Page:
Since then, Amazon added a screen, and enabled features like “drop ins”.

When we first explored the Echo Show in early 2019, these features led us to write “Alexa has matured from an AI that can do simple tasks, and with whom you can interact, to an AI that ALSO helps you interact with other humans.”

In 2020, that capability of facilitating remote interactions has been extremely valuable.

As a next step, in late 2020, Amazon added some extra features of relevance to older adults — the Alexa Care Hub, for example.

At this point, voice activated products like Alexa and its competitors from Google and Facebook can do quite a lot of things of especial value to older adults. But these are not “products for old people”. Instead, they are aspirational and trendy mainstream consumer products.

When “grannie” gets an Alexa, she and her grandchild can compare notes about what they use Alexa for.

This is an important sea-change.

What is especially interesting to us about the whole field of AI and older adults (voice-activated, but not only voice activated) is that, so far, we seem to be just scratching the surface in terms of its potential.

If you make a list of all the interesting things AI “could do” that would benefit older adults, and compare it with “what AI does today”, there are some big gaps. Some of these relate to the stage of technical development of the field of artifical intelligence, but some are “good ideas, just waiting to be executed”.

It seems reasonable to think that in the not too distant future more of the intriguing “possibilities” of AI will make it to market.

To learn more, see our Topic Hub: Smart Home, Artifical intelligence, Robots.



Vision & Hearing

We think both vision and hearing are categories that are ripe for innovation, and we are seeing some of it already.

These categories are both, in our opinion, places where the convergence of consumer electronics and “products for older adults” is starting to take hold, and will likely become increasingly important in the future.

We are not ready to call out specific products or specific use cases yet, but stay tuned as we work more on this going forward. (join our newsletter to learn when we publish new material in this area).




Technology for “Seniors”: Some Innovation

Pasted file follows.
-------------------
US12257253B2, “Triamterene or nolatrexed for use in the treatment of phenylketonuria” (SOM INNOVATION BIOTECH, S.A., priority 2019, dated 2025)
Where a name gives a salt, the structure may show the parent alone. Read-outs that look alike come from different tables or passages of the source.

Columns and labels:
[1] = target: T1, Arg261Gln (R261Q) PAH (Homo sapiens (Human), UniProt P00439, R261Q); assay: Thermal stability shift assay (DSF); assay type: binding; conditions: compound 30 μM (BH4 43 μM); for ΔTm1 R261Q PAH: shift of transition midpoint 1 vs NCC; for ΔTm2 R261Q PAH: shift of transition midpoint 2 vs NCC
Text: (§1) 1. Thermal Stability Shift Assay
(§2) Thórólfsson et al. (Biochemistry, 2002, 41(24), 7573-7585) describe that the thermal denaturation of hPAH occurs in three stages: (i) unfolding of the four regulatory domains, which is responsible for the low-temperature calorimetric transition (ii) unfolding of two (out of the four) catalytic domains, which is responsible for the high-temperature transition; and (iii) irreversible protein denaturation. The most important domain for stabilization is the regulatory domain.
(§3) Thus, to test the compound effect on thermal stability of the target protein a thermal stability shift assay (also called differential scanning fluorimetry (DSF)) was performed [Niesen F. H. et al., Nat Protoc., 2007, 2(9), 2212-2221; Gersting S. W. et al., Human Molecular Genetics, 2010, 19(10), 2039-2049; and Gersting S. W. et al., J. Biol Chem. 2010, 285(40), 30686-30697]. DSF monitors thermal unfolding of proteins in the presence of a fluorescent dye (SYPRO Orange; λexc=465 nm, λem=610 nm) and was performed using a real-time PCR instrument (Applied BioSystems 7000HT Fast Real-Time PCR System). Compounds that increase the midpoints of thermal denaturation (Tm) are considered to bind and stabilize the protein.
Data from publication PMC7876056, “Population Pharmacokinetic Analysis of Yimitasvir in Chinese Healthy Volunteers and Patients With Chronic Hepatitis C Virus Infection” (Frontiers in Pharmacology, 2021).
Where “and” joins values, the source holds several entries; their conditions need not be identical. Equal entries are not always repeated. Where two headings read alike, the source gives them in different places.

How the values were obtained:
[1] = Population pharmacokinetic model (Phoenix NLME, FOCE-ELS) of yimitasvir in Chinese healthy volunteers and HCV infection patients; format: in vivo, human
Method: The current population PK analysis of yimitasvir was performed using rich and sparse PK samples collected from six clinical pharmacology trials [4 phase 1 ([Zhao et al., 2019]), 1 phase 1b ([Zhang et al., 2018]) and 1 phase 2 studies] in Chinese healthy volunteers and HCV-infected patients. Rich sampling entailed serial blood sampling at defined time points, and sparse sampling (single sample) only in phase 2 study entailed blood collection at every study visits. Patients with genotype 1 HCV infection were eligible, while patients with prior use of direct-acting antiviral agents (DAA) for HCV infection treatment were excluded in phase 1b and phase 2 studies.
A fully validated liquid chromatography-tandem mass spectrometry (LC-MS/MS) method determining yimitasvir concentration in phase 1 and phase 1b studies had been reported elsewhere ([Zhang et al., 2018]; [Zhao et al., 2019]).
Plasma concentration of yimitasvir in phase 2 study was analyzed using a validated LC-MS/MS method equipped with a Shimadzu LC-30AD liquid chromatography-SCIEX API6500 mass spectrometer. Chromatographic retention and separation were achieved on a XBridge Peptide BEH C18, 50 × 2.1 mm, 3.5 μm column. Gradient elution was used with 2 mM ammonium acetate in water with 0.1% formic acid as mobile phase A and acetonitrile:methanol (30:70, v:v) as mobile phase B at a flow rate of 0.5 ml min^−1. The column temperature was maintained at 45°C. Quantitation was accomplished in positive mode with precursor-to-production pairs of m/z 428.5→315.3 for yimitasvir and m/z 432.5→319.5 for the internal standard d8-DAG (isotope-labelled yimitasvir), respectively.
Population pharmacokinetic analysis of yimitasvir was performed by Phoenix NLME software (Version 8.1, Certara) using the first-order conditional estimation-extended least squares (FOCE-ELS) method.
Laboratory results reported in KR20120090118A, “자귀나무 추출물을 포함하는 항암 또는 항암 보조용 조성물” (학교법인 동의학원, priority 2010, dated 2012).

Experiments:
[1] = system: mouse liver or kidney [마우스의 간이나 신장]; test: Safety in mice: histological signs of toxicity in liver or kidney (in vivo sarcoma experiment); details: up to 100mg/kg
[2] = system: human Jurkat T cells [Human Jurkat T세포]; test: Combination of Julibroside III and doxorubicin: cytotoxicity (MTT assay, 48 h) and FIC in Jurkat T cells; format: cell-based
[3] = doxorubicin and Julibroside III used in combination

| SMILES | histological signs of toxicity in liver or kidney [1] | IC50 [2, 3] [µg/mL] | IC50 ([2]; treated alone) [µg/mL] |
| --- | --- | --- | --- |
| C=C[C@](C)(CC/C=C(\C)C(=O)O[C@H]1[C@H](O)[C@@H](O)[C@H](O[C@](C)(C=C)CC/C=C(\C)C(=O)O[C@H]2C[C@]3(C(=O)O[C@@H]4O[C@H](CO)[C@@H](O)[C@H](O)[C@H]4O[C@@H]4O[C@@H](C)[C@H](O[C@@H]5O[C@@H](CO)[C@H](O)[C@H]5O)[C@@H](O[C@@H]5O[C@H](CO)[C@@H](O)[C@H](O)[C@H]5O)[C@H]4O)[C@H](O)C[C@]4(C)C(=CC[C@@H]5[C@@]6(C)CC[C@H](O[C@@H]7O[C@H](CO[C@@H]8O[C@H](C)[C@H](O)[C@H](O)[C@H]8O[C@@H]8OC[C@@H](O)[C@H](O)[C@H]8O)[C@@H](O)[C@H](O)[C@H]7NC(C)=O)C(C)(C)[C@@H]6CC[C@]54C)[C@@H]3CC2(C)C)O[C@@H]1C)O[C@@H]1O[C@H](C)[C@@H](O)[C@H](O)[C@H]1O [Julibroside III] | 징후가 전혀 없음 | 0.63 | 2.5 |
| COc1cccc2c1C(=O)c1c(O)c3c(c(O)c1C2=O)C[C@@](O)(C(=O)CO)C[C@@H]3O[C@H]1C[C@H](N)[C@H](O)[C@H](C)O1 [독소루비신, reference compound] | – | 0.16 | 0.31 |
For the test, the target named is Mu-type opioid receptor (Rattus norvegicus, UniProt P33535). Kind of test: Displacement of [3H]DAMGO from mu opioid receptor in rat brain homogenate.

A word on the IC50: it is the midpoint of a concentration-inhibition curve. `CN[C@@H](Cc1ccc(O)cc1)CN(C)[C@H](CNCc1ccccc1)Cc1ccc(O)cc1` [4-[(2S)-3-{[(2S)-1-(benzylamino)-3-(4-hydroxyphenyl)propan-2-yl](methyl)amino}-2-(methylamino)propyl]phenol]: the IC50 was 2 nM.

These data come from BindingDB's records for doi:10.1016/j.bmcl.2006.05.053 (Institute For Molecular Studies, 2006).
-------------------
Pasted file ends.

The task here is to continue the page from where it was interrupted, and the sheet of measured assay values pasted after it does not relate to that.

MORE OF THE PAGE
Even in product categories that are still primarily defining themselves as “Products for Seniors”, we are starting to see some long overdue signs of innovation making their way to market.

In this section we highlight some promising product innovations that have emerged in the last couple of years, and which in 2020 seemed to be gaining some real traction.

NOTE: While for some of these products we have done extensive hands-on evaluation and can talk authoratitively about strengths and weaknesses, some of the others are products that have made it past our Longevity Explorer screen of “looks interesting, useful, and novel”, but have not had the same rigorous evaluation by us. Bear this in mind as you read on. If you are interested in a specific product, follow the links to see the entry in our listing database, where you will also see any detailed reviews or evaluation done by the Tech-enhanced Life community or our analyst team.

The links below go to our listing database, where you can see pictures of the products, and learn more, as well as find links to the manufacturer’s websites — and in some cases access a discount code for Tech-enhanced Life readers.


Rollators and Walkers

It’s hard to think of a less aspirational “age-related product” than a walker (or its more mobile sibling the rollator).

Articles about age are often illustrated by the picture of a frail grannie, hunched over, and shuffling along behind a walker (a frame with wheels). Yet these products serve an important function: stability while moving, for those with balance problems and a variety of other issues.

There are several aspects of these products that have been obvious “opportunities for innovation” for years.

  • many of them are very unattractive in appearance, and stigmatizing;
  • using walkers and rollators seems often to lead people to develop a sort of stooped, hunched forward posture;
  • many of them are quite limited as to the types of terrain they can be used on. They are often designed for a smooth flat surface, such as a linoleum floor.